Everyone loves a grateful person. After all, you’ve done something significant for them; it is only right that they take the time to say thank you or, at the very least, acknowledge you in some way. But who said anything about gratitude being reserved for humans alone? The animal kingdom can be pretty grateful too.
What would you do for someone who saved your life? This South American Magellanic penguin thinks that coming back home to a beach in Brazil each year to reunite with his savior ought to do it.
The story behind these annual visits began in May 2011 when retired bricklayer and part-time fisherman Joao Pereira de Souza, 71, who lives in an island village just outside Rio de Janeiro, Brazil, found a tiny penguin lying on rocks on his local beach.
The penguin was far from a happy state as it had been caught in an oil spill, was covered in oil, and close to death. Joao wasted no time rescuing the penguin and cleaning the grease off his feathers. To help him build his strength, Joao fed him a daily diet of fish and named him Dindim.
A week later, Joao thought that Dindim had regained his strength enough and tried to release him back into the sea. However, the bird refused to leave and instead stayed with him for almost a full year.
“He stayed with me for 11 months, and then, just after he changed his coat with new feathers, he disappeared,” Joao recalls. 
Magellanic penguins are a South American penguin species that breed in coastal Patagonia, Chile, and the Falkland Islands, with some migrating as far as Brazil. They can survive in the ocean for as long as five months at a time before having to return to the coast.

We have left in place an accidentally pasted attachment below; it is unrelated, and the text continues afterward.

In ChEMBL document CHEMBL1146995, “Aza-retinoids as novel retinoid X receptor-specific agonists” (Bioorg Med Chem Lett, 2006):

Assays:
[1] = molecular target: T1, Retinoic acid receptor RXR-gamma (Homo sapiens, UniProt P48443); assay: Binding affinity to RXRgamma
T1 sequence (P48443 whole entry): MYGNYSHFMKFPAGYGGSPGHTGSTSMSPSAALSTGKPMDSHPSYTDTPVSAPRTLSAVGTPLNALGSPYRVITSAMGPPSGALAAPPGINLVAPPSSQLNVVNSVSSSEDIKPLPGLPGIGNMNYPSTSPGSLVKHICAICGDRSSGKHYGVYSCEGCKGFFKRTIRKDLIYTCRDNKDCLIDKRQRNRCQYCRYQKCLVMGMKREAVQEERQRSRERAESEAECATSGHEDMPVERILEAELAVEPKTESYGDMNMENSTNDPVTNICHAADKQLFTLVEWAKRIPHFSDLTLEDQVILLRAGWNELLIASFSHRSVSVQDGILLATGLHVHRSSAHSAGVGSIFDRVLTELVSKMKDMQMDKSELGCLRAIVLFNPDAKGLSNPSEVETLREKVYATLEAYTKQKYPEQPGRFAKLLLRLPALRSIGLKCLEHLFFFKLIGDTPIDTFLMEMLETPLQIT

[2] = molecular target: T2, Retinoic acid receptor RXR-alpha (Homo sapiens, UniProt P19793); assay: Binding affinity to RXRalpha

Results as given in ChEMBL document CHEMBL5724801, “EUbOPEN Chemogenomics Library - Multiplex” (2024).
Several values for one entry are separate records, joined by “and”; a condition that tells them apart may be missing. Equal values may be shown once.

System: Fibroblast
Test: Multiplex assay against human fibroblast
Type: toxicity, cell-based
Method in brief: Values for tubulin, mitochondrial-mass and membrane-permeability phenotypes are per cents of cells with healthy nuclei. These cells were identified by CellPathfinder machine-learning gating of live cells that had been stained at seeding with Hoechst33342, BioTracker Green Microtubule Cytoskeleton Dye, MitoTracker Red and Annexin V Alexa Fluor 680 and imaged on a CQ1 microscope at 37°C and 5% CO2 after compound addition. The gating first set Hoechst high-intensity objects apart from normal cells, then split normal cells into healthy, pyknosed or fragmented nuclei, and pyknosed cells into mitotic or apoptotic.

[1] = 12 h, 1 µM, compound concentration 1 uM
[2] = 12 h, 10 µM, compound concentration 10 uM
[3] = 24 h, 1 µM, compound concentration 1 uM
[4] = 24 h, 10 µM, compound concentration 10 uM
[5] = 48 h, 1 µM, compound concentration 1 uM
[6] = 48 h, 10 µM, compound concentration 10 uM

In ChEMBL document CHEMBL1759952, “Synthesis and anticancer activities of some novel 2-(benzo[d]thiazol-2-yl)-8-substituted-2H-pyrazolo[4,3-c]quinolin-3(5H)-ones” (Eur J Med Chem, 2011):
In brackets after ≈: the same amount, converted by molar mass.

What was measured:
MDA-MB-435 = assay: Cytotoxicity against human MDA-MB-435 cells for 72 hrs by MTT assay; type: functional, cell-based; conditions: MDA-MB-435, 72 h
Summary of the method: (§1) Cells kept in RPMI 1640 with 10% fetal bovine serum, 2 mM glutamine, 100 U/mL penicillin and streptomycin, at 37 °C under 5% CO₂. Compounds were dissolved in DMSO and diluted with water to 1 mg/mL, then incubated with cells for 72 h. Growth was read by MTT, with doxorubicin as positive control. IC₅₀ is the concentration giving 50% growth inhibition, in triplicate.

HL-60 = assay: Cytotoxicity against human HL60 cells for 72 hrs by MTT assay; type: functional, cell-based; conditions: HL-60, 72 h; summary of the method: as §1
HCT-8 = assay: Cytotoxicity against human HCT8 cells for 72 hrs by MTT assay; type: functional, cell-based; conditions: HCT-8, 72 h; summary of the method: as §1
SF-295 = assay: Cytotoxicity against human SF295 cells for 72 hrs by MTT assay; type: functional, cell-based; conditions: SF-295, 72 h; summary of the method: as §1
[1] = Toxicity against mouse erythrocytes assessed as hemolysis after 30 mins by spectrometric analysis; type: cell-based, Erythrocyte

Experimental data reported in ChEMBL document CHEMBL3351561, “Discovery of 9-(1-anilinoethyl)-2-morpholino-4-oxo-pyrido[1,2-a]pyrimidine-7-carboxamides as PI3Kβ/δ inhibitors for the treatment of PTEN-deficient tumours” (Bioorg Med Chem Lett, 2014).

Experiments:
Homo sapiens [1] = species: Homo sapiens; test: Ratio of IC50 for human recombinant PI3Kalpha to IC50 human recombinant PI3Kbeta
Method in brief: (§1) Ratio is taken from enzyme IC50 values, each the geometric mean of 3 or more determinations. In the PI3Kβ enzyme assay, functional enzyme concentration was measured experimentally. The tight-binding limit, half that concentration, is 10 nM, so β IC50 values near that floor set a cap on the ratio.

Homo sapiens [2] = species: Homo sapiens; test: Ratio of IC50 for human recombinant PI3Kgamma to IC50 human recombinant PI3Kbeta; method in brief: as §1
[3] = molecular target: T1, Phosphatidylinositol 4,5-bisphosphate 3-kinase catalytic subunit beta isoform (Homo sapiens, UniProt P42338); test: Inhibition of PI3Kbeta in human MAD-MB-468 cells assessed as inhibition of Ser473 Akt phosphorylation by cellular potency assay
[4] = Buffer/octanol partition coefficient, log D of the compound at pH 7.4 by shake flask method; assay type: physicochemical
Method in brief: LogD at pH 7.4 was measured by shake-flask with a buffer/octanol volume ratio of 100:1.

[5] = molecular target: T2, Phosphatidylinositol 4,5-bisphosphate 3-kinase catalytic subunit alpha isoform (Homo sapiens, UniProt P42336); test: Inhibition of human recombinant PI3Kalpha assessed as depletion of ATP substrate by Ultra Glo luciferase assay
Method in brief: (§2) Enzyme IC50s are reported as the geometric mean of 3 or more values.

Although known to have their breeding grounds just off the coast of Argentina, some Magellanic penguins have been spotted as far north as Rio de Janeiro and even further. These timid feather-shedding penguins are named after the Portuguese explorer who discovered them in 1520. 
During mating season, Magellanic penguins gather in numbers as high as 400,000 in huge nesting colonies along the coasts of the Falkland Islands, the south end of Chile, and Argentina. As a monogamous species, they return every year to the same mating partner.
Dindim’s Brazilian adventures
Dindim became a regular sight in the de Souza residence until February 2012, and Joao’s grandson, who was two years old at the time, also grew attached to the penguin. In fact, his name Dindim was the toddler’s way of pronouncing the word ‘pinguim,’ the Portuguese word for penguin, and it stuck.
However, one day in late February, Dindim simply disappeared, and no one had a clue where the black and white penguin had gone off to, but months later, he returned.
“Because penguins are usually very loyal to their pair and breeding site, where they spend the summer, they tend to come back to the same place every year,” said biologist Joao Paulo Krajewski, who documented the Dindim story for a Brazilian media network in February. 
One day in June, Joao heard a familiar squeak coming from his backyard, and there was Dindim once again, waiting for him. This cycle has continued every year since then: the penguin would disappear in mid-February and return in late June.
Although no one has any idea where Dimdim goes whenever he disappears, the biologist says it’s extremely unlikely that he travels all the way to Patagonia.
“This is because Dindim stays in Ilha Grande (where Proveta Beach is located) at the same time all other Magellanic penguins are breeding in Patagonia and other islands down South,” said Krajewski. “When these penguins finish breeding and moulting, they migrate and spend months feeding in the sea.”
This year would make Dimdim about nine years old, and so far, the trip has been a truly unique experience for a penguin.